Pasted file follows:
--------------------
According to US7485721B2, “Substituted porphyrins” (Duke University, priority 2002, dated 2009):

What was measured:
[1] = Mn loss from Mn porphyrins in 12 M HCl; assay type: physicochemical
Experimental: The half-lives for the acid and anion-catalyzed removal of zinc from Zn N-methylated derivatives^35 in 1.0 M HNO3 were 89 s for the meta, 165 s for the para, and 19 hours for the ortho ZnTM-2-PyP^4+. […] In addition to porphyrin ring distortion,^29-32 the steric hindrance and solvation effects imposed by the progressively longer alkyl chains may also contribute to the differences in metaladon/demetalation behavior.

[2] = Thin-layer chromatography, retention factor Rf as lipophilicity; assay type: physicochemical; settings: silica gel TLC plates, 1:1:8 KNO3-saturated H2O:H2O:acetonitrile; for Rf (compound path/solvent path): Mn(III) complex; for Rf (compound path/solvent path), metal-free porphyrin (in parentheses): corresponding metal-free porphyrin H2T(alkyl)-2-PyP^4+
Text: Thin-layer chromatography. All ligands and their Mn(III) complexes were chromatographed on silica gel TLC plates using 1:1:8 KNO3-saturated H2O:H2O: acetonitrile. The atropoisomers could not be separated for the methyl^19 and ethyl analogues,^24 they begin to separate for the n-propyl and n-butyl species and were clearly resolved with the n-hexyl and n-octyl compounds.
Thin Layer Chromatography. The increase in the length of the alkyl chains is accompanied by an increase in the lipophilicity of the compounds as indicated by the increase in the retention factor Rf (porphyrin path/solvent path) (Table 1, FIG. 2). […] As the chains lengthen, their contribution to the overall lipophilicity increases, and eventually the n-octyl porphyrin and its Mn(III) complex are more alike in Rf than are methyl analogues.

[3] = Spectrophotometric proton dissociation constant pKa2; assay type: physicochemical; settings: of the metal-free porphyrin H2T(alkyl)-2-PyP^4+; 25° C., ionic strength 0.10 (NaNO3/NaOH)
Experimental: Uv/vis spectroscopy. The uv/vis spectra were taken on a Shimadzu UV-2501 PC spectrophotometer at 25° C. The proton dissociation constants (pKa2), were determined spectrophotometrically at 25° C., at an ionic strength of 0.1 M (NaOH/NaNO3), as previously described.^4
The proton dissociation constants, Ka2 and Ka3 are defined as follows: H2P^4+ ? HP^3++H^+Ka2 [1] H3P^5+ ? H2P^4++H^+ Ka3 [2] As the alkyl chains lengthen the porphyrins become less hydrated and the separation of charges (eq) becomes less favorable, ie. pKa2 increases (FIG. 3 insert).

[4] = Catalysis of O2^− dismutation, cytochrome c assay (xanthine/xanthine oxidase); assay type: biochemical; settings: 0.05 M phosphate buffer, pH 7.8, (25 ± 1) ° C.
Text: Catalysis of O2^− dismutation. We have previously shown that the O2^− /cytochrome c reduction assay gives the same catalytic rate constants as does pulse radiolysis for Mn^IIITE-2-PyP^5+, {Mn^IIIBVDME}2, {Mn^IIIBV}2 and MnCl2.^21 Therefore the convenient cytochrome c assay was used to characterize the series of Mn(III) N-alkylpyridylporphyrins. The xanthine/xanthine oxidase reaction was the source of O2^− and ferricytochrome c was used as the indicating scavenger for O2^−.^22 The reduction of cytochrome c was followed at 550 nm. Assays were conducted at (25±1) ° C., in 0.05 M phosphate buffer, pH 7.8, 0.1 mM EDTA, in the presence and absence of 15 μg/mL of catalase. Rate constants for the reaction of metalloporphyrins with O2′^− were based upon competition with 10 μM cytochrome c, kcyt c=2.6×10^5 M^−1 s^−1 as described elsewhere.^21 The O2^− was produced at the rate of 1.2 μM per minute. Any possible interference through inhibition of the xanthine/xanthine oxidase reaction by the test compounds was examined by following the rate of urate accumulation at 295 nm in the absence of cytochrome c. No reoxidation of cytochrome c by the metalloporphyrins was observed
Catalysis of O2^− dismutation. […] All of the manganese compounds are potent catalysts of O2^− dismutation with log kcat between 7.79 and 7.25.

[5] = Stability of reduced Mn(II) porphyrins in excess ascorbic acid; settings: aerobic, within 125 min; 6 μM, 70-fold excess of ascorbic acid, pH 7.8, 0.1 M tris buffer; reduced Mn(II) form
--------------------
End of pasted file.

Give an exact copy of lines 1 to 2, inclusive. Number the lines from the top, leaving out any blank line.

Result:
According to US7485721B2, “Substituted porphyrins” (Duke University, priority 2002, dated 2009):

What was measured: